Expect to see a lot more lasagna on the menu at the Nickelodeon commissary.
Viacom, parent company of the children’s network, has reached a deal to buy the intellectual property rights to Garfield, the comic strip cat that has been grumbling about Mondays and quietly suffering the antics of Odie the Dog and Jon Arbuckle for more than 40 years.
Financial terms of the deal with Paws Inc. were not disclosed, but Garfield has been a merchandising cash machine for decades and is thought to make millions each year in book, toy and other sales.
“This acquisition marks another step in our evolution toward being kids’ first stop for the best new content and characters,” said Brian Robbins, president of Nickelodeon.
Through Nickelodeon, Viacom (which, earlier this year, bought the streaming network FuboTV) hopes to develop a new Garfield animated series. That will run alongside other Nickelodeon programs, including SpongeBob SquarePants, PAW Patrol, Teenage Mutant Ninja Turtles and an upcoming animated Star Trek series.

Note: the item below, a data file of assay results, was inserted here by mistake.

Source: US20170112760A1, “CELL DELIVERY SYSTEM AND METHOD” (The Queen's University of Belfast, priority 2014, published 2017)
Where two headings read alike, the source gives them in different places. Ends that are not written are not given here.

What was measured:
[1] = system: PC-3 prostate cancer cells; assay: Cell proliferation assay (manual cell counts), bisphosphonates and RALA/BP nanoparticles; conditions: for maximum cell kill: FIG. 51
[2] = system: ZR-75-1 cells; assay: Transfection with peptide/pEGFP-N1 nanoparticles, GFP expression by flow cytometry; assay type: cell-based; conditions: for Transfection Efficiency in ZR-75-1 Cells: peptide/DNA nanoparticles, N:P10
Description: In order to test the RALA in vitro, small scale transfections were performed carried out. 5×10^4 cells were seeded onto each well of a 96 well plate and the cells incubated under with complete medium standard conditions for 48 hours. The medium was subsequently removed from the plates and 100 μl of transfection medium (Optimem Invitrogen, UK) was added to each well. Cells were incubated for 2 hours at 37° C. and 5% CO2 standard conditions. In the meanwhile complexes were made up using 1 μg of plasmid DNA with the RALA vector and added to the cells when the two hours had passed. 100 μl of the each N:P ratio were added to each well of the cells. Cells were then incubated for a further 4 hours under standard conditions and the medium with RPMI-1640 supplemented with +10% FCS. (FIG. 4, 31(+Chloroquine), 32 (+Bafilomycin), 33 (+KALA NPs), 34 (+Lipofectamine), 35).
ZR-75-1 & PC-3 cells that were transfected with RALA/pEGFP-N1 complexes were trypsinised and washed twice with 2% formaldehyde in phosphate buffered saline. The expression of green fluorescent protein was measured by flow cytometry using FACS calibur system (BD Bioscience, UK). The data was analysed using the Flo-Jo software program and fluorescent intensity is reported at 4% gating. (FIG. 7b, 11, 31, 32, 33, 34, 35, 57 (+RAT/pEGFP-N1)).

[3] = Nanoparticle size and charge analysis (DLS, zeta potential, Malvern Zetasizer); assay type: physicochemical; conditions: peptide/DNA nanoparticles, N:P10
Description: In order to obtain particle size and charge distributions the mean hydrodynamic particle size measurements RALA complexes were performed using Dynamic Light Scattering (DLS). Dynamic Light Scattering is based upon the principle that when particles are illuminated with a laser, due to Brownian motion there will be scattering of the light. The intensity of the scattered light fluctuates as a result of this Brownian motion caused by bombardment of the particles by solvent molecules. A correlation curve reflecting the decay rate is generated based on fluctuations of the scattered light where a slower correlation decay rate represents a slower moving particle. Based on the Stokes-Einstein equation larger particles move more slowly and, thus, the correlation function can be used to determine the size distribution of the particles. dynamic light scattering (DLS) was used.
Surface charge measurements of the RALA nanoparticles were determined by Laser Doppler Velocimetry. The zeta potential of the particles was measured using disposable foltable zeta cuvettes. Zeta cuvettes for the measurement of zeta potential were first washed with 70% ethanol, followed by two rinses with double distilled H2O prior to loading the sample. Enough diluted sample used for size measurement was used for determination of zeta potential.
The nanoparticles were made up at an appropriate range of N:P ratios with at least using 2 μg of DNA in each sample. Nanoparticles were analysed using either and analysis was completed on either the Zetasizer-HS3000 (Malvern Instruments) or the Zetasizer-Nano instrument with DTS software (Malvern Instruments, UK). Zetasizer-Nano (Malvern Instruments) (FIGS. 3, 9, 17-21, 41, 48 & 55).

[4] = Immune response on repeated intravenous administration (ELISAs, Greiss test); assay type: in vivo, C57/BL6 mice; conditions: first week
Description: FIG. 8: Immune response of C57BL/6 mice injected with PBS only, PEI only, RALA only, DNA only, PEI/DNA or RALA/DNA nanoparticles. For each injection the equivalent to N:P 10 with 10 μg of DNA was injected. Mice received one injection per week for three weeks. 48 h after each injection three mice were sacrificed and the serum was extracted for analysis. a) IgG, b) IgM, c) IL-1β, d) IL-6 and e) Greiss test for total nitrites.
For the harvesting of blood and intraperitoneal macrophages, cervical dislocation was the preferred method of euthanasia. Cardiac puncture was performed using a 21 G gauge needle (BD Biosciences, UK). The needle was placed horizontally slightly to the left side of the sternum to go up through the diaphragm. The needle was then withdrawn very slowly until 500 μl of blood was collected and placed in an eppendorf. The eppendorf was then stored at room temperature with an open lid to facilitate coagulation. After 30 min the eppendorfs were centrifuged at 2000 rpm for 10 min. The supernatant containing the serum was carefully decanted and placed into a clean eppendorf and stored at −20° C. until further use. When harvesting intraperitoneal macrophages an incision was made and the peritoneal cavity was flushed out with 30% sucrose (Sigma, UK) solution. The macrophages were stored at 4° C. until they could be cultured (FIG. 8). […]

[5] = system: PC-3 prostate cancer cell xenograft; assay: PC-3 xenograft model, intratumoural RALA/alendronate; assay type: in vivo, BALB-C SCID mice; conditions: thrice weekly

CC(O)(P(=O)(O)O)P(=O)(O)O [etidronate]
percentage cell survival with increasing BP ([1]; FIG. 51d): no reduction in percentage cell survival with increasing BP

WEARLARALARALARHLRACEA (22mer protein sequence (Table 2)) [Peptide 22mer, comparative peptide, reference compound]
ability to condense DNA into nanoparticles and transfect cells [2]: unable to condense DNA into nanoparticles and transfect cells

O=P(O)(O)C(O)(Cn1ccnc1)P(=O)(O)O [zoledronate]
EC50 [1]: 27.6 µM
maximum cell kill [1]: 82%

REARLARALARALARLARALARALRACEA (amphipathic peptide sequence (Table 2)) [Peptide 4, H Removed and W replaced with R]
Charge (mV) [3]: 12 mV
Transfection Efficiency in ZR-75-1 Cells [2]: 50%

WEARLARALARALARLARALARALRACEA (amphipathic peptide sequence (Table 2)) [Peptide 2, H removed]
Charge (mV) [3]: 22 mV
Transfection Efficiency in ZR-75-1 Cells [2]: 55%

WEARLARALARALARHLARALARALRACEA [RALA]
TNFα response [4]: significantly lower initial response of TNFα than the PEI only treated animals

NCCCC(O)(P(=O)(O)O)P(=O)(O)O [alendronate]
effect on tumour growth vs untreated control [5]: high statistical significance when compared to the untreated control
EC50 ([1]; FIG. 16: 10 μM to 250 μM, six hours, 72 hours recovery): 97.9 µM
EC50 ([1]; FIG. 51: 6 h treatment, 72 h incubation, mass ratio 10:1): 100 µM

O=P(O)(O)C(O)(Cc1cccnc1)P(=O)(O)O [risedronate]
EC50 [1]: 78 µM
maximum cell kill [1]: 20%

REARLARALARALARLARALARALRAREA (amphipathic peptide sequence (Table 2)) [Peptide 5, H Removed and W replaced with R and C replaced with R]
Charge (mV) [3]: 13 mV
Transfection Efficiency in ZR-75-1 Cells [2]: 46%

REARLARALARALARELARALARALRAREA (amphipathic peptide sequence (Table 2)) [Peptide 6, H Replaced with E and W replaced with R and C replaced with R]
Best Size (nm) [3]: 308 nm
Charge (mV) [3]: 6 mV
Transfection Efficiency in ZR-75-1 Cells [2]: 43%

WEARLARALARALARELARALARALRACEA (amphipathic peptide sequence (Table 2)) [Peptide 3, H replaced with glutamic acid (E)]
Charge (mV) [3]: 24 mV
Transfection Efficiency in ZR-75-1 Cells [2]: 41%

Garfield creator Jim Davis will continue to pen the daily comic strip as well.
“I’ve always tried to make people laugh with humor that is classic and appealing to both kids and adults,” he said in a statement. “I’m delighted that Garfield is going to be placed in the capable hands of the folks at Nick. They know how to entertain and will be great stewards for the franchise. I am also excited to continue to do the thing that gets me out of bed every morning…the comic strip.”
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